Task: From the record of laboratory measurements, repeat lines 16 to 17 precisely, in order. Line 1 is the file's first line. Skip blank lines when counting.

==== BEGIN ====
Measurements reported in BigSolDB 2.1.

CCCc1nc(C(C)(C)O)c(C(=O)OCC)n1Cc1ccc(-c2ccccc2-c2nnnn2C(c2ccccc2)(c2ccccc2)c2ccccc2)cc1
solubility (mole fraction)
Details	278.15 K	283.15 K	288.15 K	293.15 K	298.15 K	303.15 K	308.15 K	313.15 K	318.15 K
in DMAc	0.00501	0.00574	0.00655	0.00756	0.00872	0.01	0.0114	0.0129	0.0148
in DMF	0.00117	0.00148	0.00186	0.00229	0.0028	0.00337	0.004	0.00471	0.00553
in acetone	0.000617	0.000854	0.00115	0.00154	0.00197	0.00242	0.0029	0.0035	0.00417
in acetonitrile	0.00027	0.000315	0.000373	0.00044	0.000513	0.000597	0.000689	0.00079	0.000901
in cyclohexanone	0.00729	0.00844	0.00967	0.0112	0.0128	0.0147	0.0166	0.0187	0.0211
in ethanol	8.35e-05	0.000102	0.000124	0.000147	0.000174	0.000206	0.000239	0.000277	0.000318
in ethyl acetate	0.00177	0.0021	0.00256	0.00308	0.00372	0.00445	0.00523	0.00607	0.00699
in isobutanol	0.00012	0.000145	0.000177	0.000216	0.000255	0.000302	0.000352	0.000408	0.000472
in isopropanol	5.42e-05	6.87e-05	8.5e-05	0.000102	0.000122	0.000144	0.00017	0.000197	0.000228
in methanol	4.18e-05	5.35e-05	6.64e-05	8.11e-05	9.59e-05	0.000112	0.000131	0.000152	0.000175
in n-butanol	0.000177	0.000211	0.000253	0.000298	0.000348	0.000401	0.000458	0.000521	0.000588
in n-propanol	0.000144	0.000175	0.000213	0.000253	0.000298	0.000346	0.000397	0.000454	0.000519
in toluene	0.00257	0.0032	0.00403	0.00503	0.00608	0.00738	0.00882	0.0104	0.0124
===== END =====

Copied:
in n-propanol	0.000144	0.000175	0.000213	0.000253	0.000298	0.000346	0.000397	0.000454	0.000519
in toluene	0.00257	0.0032	0.00403	0.00503	0.00608	0.00738	0.00882	0.0104	0.0124